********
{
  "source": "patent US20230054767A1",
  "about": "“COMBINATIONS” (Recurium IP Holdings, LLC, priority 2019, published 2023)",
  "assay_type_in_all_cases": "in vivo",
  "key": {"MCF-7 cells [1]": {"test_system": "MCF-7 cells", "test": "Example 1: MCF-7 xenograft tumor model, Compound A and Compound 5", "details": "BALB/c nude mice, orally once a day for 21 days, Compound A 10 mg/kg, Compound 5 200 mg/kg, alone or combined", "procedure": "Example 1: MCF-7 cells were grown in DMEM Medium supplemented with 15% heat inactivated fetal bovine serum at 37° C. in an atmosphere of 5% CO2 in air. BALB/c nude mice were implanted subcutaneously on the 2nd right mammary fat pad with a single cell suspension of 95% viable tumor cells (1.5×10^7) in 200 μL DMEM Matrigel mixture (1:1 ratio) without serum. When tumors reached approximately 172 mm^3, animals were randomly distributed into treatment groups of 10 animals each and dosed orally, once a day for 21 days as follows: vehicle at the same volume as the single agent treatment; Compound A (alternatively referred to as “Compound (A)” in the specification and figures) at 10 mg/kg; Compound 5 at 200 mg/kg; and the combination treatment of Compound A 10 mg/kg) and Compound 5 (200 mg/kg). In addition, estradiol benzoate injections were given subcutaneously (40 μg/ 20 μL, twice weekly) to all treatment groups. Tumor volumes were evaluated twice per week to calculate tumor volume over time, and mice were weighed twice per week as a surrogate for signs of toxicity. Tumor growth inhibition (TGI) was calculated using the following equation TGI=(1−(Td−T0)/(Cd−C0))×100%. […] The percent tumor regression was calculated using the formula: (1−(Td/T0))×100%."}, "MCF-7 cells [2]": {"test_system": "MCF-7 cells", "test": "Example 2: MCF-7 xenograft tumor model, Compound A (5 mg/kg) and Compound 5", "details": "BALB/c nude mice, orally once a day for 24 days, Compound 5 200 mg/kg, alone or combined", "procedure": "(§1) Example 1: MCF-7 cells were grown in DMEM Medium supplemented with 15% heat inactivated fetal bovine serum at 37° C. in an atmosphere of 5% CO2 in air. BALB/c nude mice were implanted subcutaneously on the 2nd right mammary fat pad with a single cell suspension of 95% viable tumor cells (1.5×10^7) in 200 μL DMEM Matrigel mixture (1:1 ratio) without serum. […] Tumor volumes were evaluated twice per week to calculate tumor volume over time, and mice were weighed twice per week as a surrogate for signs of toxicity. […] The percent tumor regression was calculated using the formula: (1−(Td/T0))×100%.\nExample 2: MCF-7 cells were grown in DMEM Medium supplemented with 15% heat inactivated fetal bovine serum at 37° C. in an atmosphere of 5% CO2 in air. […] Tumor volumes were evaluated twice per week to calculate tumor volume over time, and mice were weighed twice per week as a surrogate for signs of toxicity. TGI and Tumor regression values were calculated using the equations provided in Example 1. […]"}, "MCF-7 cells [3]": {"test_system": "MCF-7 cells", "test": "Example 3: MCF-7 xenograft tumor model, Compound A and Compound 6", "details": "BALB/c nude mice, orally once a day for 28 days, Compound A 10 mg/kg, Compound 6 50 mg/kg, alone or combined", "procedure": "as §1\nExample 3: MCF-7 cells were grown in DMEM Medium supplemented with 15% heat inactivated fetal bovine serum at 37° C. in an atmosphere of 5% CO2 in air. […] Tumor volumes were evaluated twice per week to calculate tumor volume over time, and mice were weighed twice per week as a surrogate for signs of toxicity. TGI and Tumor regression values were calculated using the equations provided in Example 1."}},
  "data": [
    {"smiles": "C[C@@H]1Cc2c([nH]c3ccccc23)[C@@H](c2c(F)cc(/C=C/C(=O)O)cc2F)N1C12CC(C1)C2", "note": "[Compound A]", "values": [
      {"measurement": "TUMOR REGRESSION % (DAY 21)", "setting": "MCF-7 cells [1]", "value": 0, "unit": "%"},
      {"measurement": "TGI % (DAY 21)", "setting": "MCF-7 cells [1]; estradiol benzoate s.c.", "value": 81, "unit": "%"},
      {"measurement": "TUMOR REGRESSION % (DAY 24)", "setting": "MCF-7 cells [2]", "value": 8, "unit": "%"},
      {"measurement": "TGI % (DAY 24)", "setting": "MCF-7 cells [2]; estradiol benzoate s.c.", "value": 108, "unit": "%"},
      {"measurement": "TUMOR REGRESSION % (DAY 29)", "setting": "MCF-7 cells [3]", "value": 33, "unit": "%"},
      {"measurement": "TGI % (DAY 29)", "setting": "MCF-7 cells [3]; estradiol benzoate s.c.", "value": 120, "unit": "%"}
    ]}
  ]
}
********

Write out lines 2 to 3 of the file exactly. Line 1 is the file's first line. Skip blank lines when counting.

  "source": "patent US20230054767A1",
  "about": "“COMBINATIONS” (Recurium IP Holdings, LLC, priority 2019, published 2023)",